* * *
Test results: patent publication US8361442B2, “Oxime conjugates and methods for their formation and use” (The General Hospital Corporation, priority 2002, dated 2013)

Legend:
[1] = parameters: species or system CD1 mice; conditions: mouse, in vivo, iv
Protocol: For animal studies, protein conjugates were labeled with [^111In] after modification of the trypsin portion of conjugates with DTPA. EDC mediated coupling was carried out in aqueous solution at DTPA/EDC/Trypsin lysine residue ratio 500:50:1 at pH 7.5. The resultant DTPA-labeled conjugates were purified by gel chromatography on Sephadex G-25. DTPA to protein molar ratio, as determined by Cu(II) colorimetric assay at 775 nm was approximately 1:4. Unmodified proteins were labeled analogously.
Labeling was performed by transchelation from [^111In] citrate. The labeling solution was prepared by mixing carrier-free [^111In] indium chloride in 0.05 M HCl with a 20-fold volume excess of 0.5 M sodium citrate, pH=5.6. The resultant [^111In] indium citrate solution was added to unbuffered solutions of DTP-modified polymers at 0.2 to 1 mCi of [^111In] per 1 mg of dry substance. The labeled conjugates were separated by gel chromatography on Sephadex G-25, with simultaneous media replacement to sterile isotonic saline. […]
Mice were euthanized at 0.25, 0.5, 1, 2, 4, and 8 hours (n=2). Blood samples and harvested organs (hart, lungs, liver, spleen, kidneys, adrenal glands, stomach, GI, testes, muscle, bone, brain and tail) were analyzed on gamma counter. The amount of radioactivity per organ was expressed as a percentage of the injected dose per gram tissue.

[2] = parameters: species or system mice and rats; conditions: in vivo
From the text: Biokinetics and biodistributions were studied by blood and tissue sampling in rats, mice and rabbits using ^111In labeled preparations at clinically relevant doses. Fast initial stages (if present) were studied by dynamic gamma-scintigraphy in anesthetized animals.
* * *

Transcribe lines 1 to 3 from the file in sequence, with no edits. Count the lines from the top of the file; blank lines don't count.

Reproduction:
Test results: patent publication US8361442B2, “Oxime conjugates and methods for their formation and use” (The General Hospital Corporation, priority 2002, dated 2013)

Legend:
[1] = parameters: species or system CD1 mice; conditions: mouse, in vivo, iv